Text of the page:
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What is Capillary Electrophoresis?

Capillary Electrophoresis is a sophisticated analytical technique that separates ions based on their charge and size using narrow tubes and electric fields. It's incredibly efficient, offering high-resolution results quickly, making it vital in fields like biotechnology and forensics. Intrigued by how this technology could revolutionize diagnostics and research? Join us as we unravel the impact of Capillary Electrophoresis on modern science.
C. Martin
C. Martin

In biochemistry, capillary electrophoresis is a technique that is used to separate out molecules by their size and electrical charge. It is also often called capillary zone electrophoresis or capillary gel electrophoresis. Capillary electrophoresis analysis relies on the principle that molecules possess differing electrical charges and differing weights. Thus, when molecules in a substrate are exposed to an electrical field, different molecules will move in different directions and at differing speeds within the substrate.

When a substrate has an electrical field applied to it by means of one electrode at either end of the field, positively charged molecules will move towards the negative electrode, and negatively charged molecules will move towards the positive electrode. The relative speed at which the molecule will move through the substrate is determined by a characteristic known as the hydrodynamic size of the molecule. The hydrodynamic size of a molecule depends on two factors, its mass, and the strength of its positive or negative charge. A large molecule with a strong positive charge will tend to move relatively rapidly towards the negative electrode in an electrical field. A small molecule with a weak negative charge will tend to move much more slowly towards the positive electrode in an electrical field.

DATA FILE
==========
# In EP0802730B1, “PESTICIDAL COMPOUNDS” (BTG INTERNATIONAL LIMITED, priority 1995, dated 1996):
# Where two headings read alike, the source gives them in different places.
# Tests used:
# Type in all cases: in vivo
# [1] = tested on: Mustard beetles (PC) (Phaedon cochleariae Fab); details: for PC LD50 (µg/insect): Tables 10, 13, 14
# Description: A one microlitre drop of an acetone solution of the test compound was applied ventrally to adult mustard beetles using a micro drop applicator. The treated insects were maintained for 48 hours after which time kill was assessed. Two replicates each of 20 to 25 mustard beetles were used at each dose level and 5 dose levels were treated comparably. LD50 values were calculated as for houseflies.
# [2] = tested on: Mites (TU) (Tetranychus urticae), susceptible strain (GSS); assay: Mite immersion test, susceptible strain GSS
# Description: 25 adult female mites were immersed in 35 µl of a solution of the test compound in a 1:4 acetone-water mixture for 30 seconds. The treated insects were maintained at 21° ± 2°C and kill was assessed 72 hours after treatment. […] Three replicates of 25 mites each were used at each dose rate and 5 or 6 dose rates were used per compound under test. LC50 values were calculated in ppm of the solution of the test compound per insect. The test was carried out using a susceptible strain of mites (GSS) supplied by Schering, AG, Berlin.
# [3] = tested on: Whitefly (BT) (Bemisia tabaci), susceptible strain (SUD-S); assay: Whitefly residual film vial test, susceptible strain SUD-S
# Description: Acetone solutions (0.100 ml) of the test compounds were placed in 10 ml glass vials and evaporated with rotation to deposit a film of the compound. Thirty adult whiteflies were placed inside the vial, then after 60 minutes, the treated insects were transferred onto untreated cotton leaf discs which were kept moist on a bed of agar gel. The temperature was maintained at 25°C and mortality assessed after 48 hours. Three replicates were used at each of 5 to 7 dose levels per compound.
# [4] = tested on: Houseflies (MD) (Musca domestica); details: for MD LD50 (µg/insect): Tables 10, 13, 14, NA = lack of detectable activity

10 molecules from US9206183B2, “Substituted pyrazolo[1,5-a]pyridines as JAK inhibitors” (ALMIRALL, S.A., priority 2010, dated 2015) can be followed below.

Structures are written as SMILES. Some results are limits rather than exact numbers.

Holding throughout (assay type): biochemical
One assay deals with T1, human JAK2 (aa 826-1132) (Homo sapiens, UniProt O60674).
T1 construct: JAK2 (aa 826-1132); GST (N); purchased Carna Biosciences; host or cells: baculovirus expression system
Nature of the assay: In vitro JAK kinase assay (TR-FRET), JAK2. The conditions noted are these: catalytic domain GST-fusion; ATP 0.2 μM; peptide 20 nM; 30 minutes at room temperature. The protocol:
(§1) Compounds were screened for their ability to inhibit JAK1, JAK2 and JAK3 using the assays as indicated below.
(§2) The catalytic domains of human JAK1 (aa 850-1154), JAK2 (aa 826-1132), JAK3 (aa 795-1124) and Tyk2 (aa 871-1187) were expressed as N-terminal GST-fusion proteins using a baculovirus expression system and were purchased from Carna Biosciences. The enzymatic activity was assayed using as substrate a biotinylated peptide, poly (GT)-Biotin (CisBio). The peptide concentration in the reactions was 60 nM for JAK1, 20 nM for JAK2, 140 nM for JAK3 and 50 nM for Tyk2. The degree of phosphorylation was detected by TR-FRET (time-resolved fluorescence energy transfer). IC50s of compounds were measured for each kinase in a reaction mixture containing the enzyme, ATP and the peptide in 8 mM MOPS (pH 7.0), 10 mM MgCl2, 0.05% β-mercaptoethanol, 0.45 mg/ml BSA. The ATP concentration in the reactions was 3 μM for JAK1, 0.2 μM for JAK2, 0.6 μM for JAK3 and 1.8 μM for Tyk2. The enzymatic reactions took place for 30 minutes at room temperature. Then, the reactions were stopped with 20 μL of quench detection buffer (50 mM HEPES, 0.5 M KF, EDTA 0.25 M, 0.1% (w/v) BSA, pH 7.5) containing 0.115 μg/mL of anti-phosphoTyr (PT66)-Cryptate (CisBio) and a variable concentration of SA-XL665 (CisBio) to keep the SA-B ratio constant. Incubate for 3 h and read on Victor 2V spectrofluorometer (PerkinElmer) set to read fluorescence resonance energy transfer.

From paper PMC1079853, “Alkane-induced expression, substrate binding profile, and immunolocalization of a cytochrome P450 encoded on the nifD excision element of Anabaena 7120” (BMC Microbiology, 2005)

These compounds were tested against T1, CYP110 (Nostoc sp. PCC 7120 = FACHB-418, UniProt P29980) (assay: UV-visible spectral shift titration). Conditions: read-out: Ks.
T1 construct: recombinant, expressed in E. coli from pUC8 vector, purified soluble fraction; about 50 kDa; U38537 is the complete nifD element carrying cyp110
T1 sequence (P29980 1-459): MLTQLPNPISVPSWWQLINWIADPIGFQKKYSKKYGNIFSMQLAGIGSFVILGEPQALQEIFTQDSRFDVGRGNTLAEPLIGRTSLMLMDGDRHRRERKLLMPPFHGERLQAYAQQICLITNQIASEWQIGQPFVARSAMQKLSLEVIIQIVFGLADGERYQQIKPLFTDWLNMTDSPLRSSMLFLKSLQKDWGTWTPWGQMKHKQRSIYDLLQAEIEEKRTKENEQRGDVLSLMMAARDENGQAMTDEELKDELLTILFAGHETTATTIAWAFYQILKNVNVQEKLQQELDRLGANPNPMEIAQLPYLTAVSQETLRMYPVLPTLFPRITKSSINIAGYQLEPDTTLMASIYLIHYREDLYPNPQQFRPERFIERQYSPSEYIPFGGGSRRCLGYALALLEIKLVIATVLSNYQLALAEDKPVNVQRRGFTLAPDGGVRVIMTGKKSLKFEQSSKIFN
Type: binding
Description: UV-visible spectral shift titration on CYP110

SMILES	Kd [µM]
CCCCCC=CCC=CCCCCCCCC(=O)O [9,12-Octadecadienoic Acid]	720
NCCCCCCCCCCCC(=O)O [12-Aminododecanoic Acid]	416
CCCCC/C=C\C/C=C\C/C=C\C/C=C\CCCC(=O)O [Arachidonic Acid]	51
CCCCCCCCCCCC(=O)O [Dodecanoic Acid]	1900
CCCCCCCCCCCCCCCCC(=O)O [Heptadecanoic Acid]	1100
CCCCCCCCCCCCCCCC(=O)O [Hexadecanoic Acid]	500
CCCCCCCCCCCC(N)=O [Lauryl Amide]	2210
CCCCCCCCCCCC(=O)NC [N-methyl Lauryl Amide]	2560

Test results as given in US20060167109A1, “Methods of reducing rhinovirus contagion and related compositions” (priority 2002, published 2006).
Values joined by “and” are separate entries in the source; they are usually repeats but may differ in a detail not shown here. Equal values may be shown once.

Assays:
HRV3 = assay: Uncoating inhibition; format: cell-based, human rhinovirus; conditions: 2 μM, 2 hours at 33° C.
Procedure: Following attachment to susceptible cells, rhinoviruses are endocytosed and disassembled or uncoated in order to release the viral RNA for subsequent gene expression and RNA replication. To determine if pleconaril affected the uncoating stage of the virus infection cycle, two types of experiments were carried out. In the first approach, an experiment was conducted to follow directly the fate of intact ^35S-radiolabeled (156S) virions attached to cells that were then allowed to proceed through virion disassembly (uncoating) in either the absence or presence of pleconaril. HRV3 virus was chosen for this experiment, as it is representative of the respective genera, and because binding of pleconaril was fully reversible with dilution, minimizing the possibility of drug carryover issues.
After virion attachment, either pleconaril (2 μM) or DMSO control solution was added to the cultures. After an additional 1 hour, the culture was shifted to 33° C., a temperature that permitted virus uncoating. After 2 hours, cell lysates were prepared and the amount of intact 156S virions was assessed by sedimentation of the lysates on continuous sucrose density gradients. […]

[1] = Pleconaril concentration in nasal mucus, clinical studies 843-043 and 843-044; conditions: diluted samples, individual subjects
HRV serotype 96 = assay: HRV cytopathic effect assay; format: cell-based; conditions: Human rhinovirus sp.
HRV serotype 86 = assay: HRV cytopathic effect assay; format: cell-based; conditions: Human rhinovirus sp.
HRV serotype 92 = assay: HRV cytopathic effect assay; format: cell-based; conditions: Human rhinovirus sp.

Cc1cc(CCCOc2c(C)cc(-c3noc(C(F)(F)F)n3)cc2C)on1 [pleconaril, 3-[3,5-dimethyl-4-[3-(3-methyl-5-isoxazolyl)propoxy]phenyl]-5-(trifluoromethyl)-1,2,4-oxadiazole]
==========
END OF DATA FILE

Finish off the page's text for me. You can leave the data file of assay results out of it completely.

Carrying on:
Scientist with beakers
Scientist with beakers

Once a charge has been applied to a sample for a set length of time, and the molecules being analyzed have been separated, it is necessary to show the scientist where the different molecules are located in the substrate. In many modern capillary electrophoresis systems this is achieved with ultraviolet (UV) light. The UV illumination can show a user the physical path that has been traced by a molecule, or set of molecules, through the substrate. In other systems, the molecules to be analyzed are first treated with chemicals to give them a fluorescent property. Fluorescent detection methods can be very sensitive, but are not suitable for every type of molecule.

The applications of capillary electrophoresis in science are many and varied. Capillary electrophoresis sequencing is a process, used particularly by geneticists, in which capillary electrophoresis is used to analyze molecules of the genetic material Deoxyribo Nucleic Acid (DNA). Food scientists may use capillary electrophoresis protein analysis to determine the different protein content characteristics of food. In medical research, this process has many applications, such as the analysis of antibodies, and the study of how they bind to other molecules.

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      Scientist with beakers